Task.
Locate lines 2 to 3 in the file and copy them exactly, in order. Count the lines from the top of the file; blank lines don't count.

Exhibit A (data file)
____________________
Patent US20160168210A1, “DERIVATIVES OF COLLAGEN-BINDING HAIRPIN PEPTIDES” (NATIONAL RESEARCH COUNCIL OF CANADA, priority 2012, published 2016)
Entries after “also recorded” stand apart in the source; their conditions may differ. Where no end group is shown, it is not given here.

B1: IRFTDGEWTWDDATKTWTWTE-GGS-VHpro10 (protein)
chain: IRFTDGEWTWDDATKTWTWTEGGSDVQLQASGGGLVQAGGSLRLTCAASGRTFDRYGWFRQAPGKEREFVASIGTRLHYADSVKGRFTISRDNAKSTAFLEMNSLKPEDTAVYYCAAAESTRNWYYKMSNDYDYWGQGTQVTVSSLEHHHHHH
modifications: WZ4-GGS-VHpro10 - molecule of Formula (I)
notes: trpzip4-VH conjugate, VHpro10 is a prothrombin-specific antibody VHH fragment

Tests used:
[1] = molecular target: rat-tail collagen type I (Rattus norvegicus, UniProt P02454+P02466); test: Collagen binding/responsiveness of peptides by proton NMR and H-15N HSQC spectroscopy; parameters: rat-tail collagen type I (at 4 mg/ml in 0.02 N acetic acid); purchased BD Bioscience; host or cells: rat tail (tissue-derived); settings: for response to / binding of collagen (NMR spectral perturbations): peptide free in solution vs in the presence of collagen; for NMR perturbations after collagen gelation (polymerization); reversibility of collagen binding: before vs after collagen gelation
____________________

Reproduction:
Entries after “also recorded” stand apart in the source; their conditions may differ. Where no end group is shown, it is not given here.

B1: IRFTDGEWTWDDATKTWTWTE-GGS-VHpro10 (protein)